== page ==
I suppose the obvious angle for this review would be to make light of the fact that Robin Williams just got out of rehab, draw some tenuous connection to Mel Gibson or Mark Foley and suggest that — even when he is three tits to the wind — Robin Williams is currently about as funny as he is relevant, which is to say: Not at all. But somebody made an observation about Robin Williams in our comments section a month or two ago that has really stuck with me: “Imagine how it must feel to hear every day of your life that you were funnier when you were on blow?” And in the context of the newfound sense of sympathy this elicited, I suppose I began to see Robin Williams differently, to view his hyper-maniacal behavior as a sort of insecurity. Indeed, if you can overlook the often repetitive and unnecessary Ethel Merman impersonations during his interviews, it’s not hard to see a soft, almost heartbreaking, vulnerability in his eyes. And I think that’s what makes Williams a relatively remarkable dramatic actor in movies like Good Will Hunting, Dead Poets Society, and Awakenings — the man has a tremendous deal of baggage beneath his mania, only he tries too fucking hard to keep it hidden instead of outright owning his insecurities. I dunno; maybe I’m reading too much into him, and I suspect that if I spent too much time trying to empathize with celebrities, I’d end up balled up in a corner weeping.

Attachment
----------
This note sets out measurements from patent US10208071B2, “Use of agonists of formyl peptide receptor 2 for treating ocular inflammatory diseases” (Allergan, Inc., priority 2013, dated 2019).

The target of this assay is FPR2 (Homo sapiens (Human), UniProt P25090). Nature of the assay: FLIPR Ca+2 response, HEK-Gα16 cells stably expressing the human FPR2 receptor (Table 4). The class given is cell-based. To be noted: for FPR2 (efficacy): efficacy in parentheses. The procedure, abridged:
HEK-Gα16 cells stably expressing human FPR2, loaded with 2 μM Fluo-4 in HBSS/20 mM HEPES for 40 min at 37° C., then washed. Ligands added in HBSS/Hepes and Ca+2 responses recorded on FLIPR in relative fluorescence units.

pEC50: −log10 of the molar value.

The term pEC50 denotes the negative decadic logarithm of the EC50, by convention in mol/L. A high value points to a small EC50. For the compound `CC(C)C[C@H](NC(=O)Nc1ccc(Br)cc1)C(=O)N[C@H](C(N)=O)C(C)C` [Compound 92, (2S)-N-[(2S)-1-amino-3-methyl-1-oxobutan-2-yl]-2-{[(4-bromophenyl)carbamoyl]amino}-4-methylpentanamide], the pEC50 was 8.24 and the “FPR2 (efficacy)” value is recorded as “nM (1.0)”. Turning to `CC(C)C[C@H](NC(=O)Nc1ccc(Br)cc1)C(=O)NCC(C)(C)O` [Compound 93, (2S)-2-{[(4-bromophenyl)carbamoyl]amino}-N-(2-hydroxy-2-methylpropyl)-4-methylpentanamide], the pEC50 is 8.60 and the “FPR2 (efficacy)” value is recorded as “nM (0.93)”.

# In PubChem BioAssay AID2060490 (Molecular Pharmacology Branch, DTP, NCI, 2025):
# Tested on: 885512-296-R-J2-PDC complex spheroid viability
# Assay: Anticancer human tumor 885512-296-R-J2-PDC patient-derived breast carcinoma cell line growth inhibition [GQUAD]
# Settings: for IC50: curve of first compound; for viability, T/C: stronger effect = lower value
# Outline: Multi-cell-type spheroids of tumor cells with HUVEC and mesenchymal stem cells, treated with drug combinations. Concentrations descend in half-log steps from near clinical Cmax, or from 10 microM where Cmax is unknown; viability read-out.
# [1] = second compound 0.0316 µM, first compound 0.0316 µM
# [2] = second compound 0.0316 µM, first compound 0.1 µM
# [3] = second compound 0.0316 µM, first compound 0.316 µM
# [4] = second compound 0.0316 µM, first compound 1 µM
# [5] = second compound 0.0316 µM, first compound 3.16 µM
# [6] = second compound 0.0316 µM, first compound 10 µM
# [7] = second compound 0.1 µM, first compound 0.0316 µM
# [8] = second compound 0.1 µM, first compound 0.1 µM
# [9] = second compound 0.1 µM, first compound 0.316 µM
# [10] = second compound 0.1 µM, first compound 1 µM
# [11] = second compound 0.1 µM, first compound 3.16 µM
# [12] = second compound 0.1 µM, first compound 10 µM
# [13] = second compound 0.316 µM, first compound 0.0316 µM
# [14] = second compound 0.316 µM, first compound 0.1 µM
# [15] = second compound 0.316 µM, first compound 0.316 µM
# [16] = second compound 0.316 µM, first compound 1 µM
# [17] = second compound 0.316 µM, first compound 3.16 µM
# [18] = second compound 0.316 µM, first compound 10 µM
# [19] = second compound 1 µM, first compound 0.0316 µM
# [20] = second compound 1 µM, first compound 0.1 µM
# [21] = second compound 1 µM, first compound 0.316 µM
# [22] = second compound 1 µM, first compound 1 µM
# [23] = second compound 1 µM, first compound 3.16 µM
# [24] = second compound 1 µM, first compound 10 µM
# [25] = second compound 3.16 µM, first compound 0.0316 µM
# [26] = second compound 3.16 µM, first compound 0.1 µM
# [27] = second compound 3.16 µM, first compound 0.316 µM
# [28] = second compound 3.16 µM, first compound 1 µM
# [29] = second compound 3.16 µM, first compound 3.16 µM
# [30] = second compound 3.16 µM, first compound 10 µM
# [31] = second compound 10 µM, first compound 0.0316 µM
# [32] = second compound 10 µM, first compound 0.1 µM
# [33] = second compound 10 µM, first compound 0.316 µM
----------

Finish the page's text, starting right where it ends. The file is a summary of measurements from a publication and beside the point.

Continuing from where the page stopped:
Of course, that’s probably a quicker, less painful route to suicidal ideation than actually sitting through Man of the Year, which is about as amusing and insightful as the illiterate excremental graffiti of an 11-year-old in the bathroom stall of a Pensacola Chuck E. Cheese. Seriously, if I wanted defanged political satire, I’d watch “SNL”; if I wanted superficial political commentary, I’d tune into Katie Couric’s nightly newscast; and if I wanted a chorus of platitudes, I’d buy the latest Bon Jovi album. But, as it turns out, Man of the Year really isn’t aiming at any of that, and calling Williams’ comedic sensibilities into question here is mostly moot, because the film is not actually a comedy. I don’t mean that as a glib way of calling Man of the Year unfunny, I mean literally: It doesn’t even try to be a comedy.
Sure, the marketing behind the film suggests that it’s (probably a bad) political satire about a Jon Stewart-like comedian who wins a presidential election and must wrestle with governing the nation as an outsider with no real political experience. But Man of the Year is closer to Will Smith’s Enemy of the State than it is to Chris Rock’s Head of State. That’s right, it’s a (positively bad) political thriller about computer glitches and corporate conspiracy, which is as shocking to one’s expectations as learning that there were aliens involved in Dude, Where’s My Car?